Ph.D. Program in Human Genetics
The curriculum will teach students within the program as well as students in other disciplines how to use the tools of genetics to answer a variety of important biological questions.
HGEN 320 Research/Techniques in Human Genetics: For students prior to admission into candidacy for Ph.D. degree. Fall, Spring, Summer. Hours and credit by arrangement. Samuels and Staff.
HGEN 330. Special Topics in Human Genetics. This course will provide students with an introduction to special topics in human genetics research, with emphasis on unanswered questions in the field. An introductory module will give students a basic understanding of human genetic principles. This will be followed by discussion of current special topics. Potential topics include: What do we know about the human genome and what do we have to learn? Is there a gene for everything? Is personalized medicine feasible? SPRING.  Bush.
HGEN 335. Genetics Interest Group. The class meets weekly and is a seminar course that involvesfour revolving formats: journal club presentations, clinical and ethics talks, directed discussion on current topics of interest in human genetics, and student research in progress presentations. For Human Genetics graduate students only. Fall and Spring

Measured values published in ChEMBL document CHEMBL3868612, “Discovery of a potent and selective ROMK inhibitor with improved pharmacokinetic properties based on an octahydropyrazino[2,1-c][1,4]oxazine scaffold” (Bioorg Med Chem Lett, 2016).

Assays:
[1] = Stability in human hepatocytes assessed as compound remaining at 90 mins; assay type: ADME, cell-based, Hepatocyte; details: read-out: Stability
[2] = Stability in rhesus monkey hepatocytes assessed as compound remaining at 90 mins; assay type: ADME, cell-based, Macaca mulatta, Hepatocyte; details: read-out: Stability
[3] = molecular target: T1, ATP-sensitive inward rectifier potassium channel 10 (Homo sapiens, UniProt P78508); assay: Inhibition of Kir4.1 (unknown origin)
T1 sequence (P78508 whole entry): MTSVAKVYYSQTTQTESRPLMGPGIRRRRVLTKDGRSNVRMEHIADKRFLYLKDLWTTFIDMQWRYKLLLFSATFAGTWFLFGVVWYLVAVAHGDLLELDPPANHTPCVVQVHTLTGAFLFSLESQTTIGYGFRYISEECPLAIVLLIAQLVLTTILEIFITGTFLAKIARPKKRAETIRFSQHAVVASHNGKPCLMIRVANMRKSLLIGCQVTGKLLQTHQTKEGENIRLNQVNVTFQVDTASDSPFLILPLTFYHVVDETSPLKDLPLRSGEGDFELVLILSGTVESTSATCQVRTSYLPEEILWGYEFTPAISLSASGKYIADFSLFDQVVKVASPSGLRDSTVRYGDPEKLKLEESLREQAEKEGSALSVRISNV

MPB 332 Regulation of Gene Transcription: This course covers DNA/protein interactions including recent findings on how interactions are established within the chromosomal environment and how they affect gene activity; hormonal and developmental aspects of gene control in the context of protein/DNA interactions.
HGEN 340 Human Genetics I: Designed to cover background and latest advances in human genetics. Topics will include an overview of mutational mechanisms, cytogenetics (detection and description of chromosomal abnormalities), biochemical genetics (gene defects in biochemical pathways, inborn errors of metabolism), molecular genetics (gene structure, function, and expression). Topics are discussed with reference to specific human genetic diseases. FALL.  Russell and Mortlock.
HGEN 341 Human Genetics II: This course will cover the statistical, population, and analytical aspects of modern human genetics research. Topics to be covered include human population genetics, disease gene discovery (study design, statistical and molecular techniques), quantitative genetics, linkage and association analyses, computational genetics, and evolutionary genetics. Clinical examples, subject ascertainment, and study design will also be emphasized. Students must have a strong understanding of Mendelian genetics and basic biostatistics. Prerequisite: permission of instructor. SPRING  Crawford and Staff.